Mothers from Bishnois religion breastfeed orphaned deer as part of conservation faith in India

Mothers from an Indian tribe who revere the natural world as part of their religion have explained why they breastfeed deer alongside their children.

The Bishnoi religious group in the northern state of Rajasthan place a strong emphasis on the importance of protecting nature and treat deer, such as black bucks, as sacred animals.

Orphaned or injured fawns are taken in by women who are breastfeeding infants and nursed to health as part of their religious duty to protect animals.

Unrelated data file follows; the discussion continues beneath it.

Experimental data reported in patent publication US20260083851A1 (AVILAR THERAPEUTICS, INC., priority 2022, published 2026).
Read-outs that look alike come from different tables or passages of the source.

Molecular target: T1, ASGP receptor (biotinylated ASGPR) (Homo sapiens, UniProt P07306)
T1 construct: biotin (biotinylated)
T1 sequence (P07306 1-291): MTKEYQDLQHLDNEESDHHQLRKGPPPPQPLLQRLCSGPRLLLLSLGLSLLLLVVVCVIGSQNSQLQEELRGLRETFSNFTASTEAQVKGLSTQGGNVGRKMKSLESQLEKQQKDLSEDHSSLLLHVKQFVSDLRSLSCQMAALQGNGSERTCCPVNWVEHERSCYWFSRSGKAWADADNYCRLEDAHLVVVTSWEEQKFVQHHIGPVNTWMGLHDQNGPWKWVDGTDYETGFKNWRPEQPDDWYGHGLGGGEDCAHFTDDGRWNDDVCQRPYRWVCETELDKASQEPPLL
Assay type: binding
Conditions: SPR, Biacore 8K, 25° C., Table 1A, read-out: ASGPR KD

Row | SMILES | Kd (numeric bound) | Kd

"They are not orphans when they have us around, they have new mothers like me who offer them a mother's feed for a healthy life," Roshini Bishnoi told the MailOnline.

The Bishnois religion, which is more than 500 years old and has about one million followers, was founded by Guru Jambheshwar who preached the worship of Hindu god Lord Vishnu and said divine power existed in all creatures equally.

One of the religion's most important tenets is "praan daya", which equates to compassion for all living things.

They also set up a conservation group, the Bishnoi Tiger Force, which has reportedly been instrumental in preventing poachers from killing animals in the region.

Ms Bishnoi added: "I have grown up with these little deers.